How to protect your personal info on Facebook

Facebook users who are worried about protecting their personal information in the wake of the alleged privacy breach by Cambridge Analytica have a few options at their disposal.

Options include tweaking account settings, deleting mobile app or getting off Facebook altogether

A cellphone user thumbs through the privacy settings on a Facebook account in Ottawa on Wednesday. Limiting access by third-party apps is one way users can help protect their privacy. (Sean Kilpatrick/Canadian Press)

Facebook users who are worried about protecting their personal information in the wake of the alleged privacy breach by Cambridge Analytica have a few options at their disposal.

The U.K. data firm has denied any wrongdoing and Facebook has said that, while none of the information leaked was the result of a data breach, it did appear to involve the passing of personal information from Cambridge Analytica to a third party when that data was supposed to have been destroyed.

The scandal has hit Facebook's stock price hard, and angry users have launched a social media campaign encouraging people to delete their accounts. Short of taking that step, there are also a few other things that can help to control how your personal information is used.

Changing account settings

Cambridge Analytica was able to collect data on so many Facebook users via a third-party app called thisisyourdigitallife, according to whistleblower Christopher Wylie, who first spoke to weekly British newspaper The Observer. Hundreds of thousands of users were paid to take a personality test and agreed to have their data collected for academic use, the Observer said. But the app also collected information on the test-takers' Facebook friends, the paper said.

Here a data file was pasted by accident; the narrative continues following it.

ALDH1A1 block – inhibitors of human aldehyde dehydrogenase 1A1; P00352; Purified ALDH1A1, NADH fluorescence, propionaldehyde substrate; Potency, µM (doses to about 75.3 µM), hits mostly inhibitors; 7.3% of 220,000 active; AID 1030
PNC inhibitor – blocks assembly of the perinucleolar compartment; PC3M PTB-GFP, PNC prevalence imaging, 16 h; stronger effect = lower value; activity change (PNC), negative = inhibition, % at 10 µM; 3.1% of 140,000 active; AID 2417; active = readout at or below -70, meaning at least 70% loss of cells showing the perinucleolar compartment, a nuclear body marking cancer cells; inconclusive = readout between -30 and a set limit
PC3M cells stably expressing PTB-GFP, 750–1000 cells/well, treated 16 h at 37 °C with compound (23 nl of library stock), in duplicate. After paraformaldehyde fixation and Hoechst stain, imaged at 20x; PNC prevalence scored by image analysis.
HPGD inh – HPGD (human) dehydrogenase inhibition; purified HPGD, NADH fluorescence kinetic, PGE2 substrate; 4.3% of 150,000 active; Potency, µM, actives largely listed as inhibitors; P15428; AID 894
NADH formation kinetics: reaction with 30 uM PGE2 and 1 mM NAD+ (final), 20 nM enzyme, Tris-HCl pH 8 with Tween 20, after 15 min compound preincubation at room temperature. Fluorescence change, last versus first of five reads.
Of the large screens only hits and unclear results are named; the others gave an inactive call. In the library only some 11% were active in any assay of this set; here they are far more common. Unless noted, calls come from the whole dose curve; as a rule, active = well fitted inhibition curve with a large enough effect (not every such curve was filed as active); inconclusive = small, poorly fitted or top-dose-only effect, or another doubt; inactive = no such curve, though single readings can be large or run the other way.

Facebook barred third-party apps from collecting information on users' friends in 2015. Nonetheless, it's still worth learning which apps have access to your data and curtailing their access, if you so choose.

To do this, log into Facebook and click on the drop-down menu in the top right. Find "Settings" and then click "Apps" to see which have access to your information. If you click on the apps listed there, it will show what kinds of information they have access to, such as status updates or work history. Click "Remove" to halt an app from accessing your data.

On the same page you'll find the "Apps, Websites and Plugins" section. Clicking "Edit" and then "Disable platform" will help keep third-party apps from linking to your Facebook account.

Users also have the option of asking third-party app developers to delete info they've collected on them. It may be difficult to find contact information for these companies, however, and there's no guarantee that they will in fact erase the information.

Reckoning with the app

Using the company's app on your mobile device provides Facebook with additional ways to gather information about users, such as their location. Uninstalling it will help minimize the data Facebook collects.

There are also ways to limit the data gathered by the app. For example, iPhone users can go to "Settings" on their phone, then to "Privacy" and finally to "Location Services" to choose whether they want Facebook to track your movements. For Android phones, click on "Account Settings," then "Location" and look for Facebook there.

If you decide to keep the app, make sure that you set up a passcode so that, if its lost or stolen, someone else won't be able to access sensitive personal information in your Facebook account (or other social media programs).

Erasing your account

If you've decided it's time to get off Facebook once and for all, it's fairly easy to delete your account if you know where to find the right web page. Click this link, then log in to your account and click "Delete My Account."

"Keep in mind that you will not be able to reactivate your account or retrieve any of the content or information you have added," the company warns.

It's possible to download an archive of the personal information related to your account, including the photos that you've uploaded, which users would need to do beforehand. Click on "Settings" in the top right, then on "Download a copy of your Facebook data, then hit "Start My Archive."

Also bear in mind that Facebook may still be able to collect information on you that's posted by, say, friends or family who continue using their accounts even after you've deleted yours.

With files from Reuters and CBC's Matthew Braga